Sunday, June 30, 2013

Silence in Rishikesh

I just could not work today, so I decided that I had better get out of the ashram. I packed my kartals and RRSN and headed for the Ganges where I used to give classes, on the ghat near Sadhana Mandir. But it started raining.

Having the cooped up consequences of nearly six weeks without going outside. The clouds were rushing towards the mountain, at first there was a hanging cloud dropping from the black and grey above, all of which surrounded the mountains across the Ganges with mist. The hanging cloud had broken away and was moving swiftly towards the mountain. At first it looked like she had hands outstretched towards it, and then the shape changed and it looked like she was kneeling in prayer, until she merged with the mists and rain.

I went inside the Sadhana Mandir and it was 4.10, so I asked a woman in the meditation hall I could do kirtan for a while. She gave me permission and so I sang Bhaja Hunre Mana and Radha Ramana. Then I went out and talked about Radharani to a couple of old guys who hang out there, old Swami Rama followers, I would guess. They remembered me from my classes on the ghat.

Then I did kirtan on the main road walking back to the ashram. Hare Krishna. I was thinking of Gaura Hari Avadhuta and getting a bit of a kick out of it. At any rate, when I got back to the ashram I was feeling pretty good and I came to meditation pretty much cured of my blues.

Of the many books I have been reading since coming here, Ayaan Hirsi Ali's book was definitely a potent influence. That woman is amazing, when you think of it. She is a convert to the modern world, you could say. And it gives pause for thought, of course. Her life was brutal and her picture of Somalia is dreadful. And the effect that coming to Holland had on her, her encounter with "civilization" really made her question the Islamic world view and civilization. She is really good at just telling the facts in a very straightforward way, but it has accumulating power. And drama too.

It took a tremendous amount of courage for her to "convert" to modernity, she does not have to make much of a case, the story itself makes the case for her. So I was impressed by her courage and also by the positive side of Western culture that so impressed her.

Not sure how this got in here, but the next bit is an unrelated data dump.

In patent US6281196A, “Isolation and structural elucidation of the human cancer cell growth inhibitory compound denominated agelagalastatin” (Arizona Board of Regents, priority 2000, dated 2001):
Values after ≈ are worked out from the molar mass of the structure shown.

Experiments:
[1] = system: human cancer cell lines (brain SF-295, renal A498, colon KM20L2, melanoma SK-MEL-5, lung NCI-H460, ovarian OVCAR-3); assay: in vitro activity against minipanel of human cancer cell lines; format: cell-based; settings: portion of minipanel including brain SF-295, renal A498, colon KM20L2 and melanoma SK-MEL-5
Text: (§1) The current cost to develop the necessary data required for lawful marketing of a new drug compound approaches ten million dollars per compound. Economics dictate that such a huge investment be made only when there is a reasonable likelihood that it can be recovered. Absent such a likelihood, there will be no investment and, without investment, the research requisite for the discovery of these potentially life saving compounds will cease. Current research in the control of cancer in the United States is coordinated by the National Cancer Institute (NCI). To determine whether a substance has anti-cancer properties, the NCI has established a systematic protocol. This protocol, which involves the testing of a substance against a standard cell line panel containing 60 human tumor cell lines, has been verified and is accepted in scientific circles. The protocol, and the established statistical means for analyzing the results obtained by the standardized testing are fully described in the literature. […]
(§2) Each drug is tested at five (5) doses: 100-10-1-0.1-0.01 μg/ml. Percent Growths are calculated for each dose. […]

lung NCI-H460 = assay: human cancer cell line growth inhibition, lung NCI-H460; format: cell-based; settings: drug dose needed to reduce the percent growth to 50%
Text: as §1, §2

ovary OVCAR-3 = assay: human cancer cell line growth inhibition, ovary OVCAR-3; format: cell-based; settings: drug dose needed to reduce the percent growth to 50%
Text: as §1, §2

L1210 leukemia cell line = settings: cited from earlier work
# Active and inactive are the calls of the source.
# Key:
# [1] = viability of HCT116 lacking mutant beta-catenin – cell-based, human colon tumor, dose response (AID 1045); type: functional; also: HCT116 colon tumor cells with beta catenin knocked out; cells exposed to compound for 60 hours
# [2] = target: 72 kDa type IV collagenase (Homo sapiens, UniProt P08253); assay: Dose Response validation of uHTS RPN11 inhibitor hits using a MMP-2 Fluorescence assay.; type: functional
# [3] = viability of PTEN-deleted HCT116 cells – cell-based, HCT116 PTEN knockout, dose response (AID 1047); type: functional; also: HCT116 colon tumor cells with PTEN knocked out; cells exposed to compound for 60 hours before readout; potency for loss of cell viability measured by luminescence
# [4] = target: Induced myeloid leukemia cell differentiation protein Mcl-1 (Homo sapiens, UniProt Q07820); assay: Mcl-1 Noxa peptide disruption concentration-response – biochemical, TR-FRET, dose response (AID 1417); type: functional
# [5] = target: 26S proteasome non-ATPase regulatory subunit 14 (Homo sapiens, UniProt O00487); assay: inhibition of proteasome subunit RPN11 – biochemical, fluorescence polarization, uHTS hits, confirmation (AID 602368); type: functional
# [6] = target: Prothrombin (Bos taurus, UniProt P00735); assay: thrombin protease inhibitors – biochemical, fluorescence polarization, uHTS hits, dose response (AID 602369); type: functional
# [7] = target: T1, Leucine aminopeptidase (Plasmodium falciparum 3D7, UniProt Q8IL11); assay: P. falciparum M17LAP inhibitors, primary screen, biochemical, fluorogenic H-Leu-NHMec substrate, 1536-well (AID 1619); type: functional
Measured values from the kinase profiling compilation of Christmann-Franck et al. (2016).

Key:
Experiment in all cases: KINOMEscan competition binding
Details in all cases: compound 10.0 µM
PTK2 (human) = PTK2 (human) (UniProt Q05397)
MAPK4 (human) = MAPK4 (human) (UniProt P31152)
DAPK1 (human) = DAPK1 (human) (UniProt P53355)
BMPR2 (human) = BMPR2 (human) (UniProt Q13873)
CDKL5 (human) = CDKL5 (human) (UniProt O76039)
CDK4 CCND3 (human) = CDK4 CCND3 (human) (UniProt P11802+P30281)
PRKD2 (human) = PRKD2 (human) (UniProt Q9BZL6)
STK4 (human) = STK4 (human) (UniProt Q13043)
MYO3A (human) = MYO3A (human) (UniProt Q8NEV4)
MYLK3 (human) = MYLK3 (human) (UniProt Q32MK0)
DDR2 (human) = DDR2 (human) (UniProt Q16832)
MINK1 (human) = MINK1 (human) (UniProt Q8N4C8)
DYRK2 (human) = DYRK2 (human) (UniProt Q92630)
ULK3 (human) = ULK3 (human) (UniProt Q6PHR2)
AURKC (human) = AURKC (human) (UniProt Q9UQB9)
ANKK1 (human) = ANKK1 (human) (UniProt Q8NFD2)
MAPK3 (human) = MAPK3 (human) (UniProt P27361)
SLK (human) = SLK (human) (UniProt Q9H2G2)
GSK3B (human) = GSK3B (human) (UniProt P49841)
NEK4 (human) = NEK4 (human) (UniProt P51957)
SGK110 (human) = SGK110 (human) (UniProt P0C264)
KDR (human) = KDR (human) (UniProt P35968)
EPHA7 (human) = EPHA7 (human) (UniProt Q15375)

Nevertheless, just let me say: What I have learned in this ashram has been invaluable. I came here for a reason and I have made a bit of progress in yoga and meditation, and these things are positive and essential for the culture of a spiritually potent bhakti, which is what Sahajiyaism is all about. It is about para bhakti, the bhakti that comes when you are Brahman realized. The dual is only perfected in oneness. If you don't know what oneness is, then how can you experience twoness? Or twoness in oneness? Or oneness in twoness.

This sadhana that I talk about is about achieving union with another soul. This goes beyond the body and mind. But we don't seem to be able to stop playing these games, and quite frankly, they are becoming more and more tedious to me as time goes by.

I am doing three hours of meditation each day. I would probably do more but for Yoga Tarangini and sleeping. And a bit of music which I am having to cut back on. The YT over the last couple of days required comparing the manuscripts and entering the alternate readings in both the transliterated and the Devanagari texts. Painstaking but necessary.

I am trying as much as I can of the YT recommendations for practice. And along with that I have been reading the I Ching and another book on Taoism. And now I just picked up this thick volume on Zen and the brain, which has a great section on mysticism. Which made me pensive again on the question "Who am I? Where am I?"

I don't feel so bad about trying the Zen/Taoist/Yoga method. I don't feel any more contradiction any more that I have to protect myself against the evil Mayavada. I know where I stand, but at the same time, I know that there is nothing outside of Krishna. This is all a part of my great Radha-Krishna prema adventure. My wonderful life.

It is a good thing I don't have a real life. I tried to work (well it is Sunday) but fatigue got me and I took a nap in the morning and another in the afternoon. I feel a bit better now, but hardly clearheaded. I really want to get some things done today, so I am not going to write much right now.

I picked up a small book of Anthony de Mello's last meditations, The Way to Love. Each meditation is based on a passage from the Gospels, but he sounds more like a Buddhist than a Catholic. He talks mostly about detachment from our preconceived notions, beliefs, fears, etc. One passage that made me think was about using our object of love for our own gratification. I did not bring it with me so I cannot quote verbatim, but he says that we try to remake the person in a way that adjusts to our concept of our own happiness, which he says is not real but only a mental construct, an image, an imagination.

So he gives a little test: Can you give the other person complete freedom to be themselves as they are, to pursue their own self-realization without interference, without trying to change her? If you cannot say this, then you are revealed as a selfish manipulator, and if you can, then you are free from the suffering that your attachments cause you.

There is no doubt that all of us pressure the ones we claim to love to be whatever it is we imagine them to be in our mind's eye, what we would like the other to be.

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